Gov. Ron DeSantis likes to refer to his blue collar roots, growing up on the west coast of Florida, especially now that he has been campaigning for president. But a $1.25 million book deal helped drive up his net worth into the millionaires’ club in 2022, according to an annual financial-disclosure report posted Friday on the Florida Commission on Ethics website.
DeSantis listed a net worth of $1,174,331 as of Dec. 31, up from $318,986 a year earlier. DeSantis listed $1.25 million in income last year from HarperCollins Publishers LLC and $141,400 from his salary as governor. (As governor, he makes less than most city and county managers, school superintendents and judges, though he has the benefit of a paid-for mansion, a cook, free transportation, and a long list of rich friends willing to make lavish gifts.)
Before formally announcing his presidential bid, DeSantis toured the country to promote his biography, The Courage to Be Free: Florida’s Blueprint for America’s Revival.
State elected officials are required to file financial-disclosure forms that list income, assets and liabilities. This year’s forms are due Monday. Generally, the forms show financial information from the end of the previous year.
DeSantis listed assets at the end of 2022 of $1.046 million in USAA checking and savings accounts; $91,719 in a thrift savings plan, a type of retirement savings and investment plan; and $54,720 in the Florida Retirement System. DeSantis also continued to pay down a Sallie Mae student loan, with the balance going from $21,284 at the end of 2021 to $18,628 as of Dec. 31. DeSantis lives in the governor’s mansion and listed no real-estate holdings.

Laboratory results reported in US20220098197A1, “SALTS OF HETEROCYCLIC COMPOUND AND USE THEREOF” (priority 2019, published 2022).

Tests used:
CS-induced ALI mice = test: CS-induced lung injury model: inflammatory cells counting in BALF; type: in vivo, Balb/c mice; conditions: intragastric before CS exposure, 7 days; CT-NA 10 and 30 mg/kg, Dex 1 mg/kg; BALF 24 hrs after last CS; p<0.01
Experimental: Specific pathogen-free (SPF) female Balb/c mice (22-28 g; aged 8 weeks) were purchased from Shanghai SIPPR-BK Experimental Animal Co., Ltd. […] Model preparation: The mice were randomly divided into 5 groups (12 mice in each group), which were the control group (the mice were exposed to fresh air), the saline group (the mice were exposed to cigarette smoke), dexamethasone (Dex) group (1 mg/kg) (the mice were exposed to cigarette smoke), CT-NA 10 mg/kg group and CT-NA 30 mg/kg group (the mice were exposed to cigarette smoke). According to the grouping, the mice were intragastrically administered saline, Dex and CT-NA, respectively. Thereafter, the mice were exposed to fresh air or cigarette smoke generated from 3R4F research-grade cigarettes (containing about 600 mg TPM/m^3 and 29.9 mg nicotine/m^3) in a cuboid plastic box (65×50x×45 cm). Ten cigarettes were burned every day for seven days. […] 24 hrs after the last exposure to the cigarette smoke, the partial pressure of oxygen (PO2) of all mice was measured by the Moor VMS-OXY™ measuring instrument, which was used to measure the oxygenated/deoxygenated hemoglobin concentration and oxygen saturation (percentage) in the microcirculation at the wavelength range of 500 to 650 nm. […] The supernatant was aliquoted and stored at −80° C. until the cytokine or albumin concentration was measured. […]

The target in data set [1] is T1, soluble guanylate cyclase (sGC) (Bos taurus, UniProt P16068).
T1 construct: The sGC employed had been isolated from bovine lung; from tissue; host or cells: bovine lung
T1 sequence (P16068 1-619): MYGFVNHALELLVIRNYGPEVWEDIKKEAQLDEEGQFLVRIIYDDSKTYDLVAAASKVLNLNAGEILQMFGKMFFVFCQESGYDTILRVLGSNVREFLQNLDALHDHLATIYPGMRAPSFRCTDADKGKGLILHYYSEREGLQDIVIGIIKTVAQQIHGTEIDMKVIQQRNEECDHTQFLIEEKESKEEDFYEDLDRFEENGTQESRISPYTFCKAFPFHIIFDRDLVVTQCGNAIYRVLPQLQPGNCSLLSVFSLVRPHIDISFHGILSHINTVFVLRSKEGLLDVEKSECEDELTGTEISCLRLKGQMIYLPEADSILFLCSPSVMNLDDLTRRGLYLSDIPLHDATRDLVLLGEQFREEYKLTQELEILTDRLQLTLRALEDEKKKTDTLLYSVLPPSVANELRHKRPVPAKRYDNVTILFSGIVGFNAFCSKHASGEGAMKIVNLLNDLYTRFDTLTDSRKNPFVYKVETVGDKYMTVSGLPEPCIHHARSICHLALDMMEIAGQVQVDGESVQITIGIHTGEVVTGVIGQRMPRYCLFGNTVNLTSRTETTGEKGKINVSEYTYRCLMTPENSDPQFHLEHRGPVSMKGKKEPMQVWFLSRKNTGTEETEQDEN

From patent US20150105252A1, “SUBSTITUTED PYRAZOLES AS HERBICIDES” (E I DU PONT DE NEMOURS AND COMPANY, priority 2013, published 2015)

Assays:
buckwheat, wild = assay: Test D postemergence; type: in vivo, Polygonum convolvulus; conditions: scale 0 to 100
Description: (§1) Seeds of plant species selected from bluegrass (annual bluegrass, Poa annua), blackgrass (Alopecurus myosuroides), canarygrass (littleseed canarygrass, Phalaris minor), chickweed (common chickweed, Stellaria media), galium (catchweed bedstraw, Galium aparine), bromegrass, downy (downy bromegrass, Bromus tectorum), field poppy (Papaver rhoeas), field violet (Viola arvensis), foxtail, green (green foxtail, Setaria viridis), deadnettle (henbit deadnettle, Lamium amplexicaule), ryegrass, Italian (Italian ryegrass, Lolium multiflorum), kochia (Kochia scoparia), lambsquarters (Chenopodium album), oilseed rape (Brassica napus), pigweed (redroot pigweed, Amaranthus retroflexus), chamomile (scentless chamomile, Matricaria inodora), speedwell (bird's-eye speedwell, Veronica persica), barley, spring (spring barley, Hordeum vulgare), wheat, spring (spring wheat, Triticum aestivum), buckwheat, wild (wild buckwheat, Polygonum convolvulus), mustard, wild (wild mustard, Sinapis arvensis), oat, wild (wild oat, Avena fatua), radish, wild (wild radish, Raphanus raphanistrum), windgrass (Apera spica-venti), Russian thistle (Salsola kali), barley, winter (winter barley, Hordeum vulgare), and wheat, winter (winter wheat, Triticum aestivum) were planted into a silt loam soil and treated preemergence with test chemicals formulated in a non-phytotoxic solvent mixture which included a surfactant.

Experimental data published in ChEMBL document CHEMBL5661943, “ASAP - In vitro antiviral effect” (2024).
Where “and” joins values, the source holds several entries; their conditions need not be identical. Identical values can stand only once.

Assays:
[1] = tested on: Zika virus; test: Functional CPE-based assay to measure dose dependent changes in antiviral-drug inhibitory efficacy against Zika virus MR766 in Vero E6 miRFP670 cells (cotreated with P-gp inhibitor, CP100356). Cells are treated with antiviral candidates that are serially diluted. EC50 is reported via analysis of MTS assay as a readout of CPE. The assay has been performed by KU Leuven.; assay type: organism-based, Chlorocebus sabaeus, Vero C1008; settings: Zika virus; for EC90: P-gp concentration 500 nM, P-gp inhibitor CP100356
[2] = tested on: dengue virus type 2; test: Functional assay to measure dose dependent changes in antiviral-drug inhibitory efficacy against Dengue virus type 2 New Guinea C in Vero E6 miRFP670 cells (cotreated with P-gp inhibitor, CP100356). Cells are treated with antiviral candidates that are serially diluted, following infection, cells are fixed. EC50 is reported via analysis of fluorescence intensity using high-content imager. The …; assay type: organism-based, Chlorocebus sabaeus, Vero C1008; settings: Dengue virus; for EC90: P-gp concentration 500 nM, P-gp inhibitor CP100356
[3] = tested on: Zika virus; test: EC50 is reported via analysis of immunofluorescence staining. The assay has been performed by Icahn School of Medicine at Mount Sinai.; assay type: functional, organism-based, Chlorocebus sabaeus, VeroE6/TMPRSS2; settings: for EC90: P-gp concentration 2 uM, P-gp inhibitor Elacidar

“A moving, confidence-instilling summing up of the winning record of one of the most important people in American History, who we have the good fortune to see spin political gold in real time,” one of 289 reviewers on Goodreads wrote of the governor’s book. “I read this in a single evening and didn’t want to put it down. The book looks at the author’s experiences as what many label a contrarian governor just prior to and during the pandemic. His take no prisoners and never give an inch perspective was part of his writing style for the book,” wrote another.
But others called it “a painful slog,” or, as Taylor Gayhart put it in his recent review, “Awful. Seems like he works just as hard at this as he does at being my governor, so not hard at all. The way he distorts facts and reality in this book is just more propaganda, it’s all part of his bid for the presidency.”
Another, referencing the governor’s enthusiasm for book-banning, put it this way: “I haven’t read this book but since he probably hasn’t read most of the books he’s banned, by that standard, I’m qualified to review this book. This book looks like trash so I will be requesting it to be banned from my local library. Censorship is a two-way street, Ron.”
The News Service of Florida contributed to this article.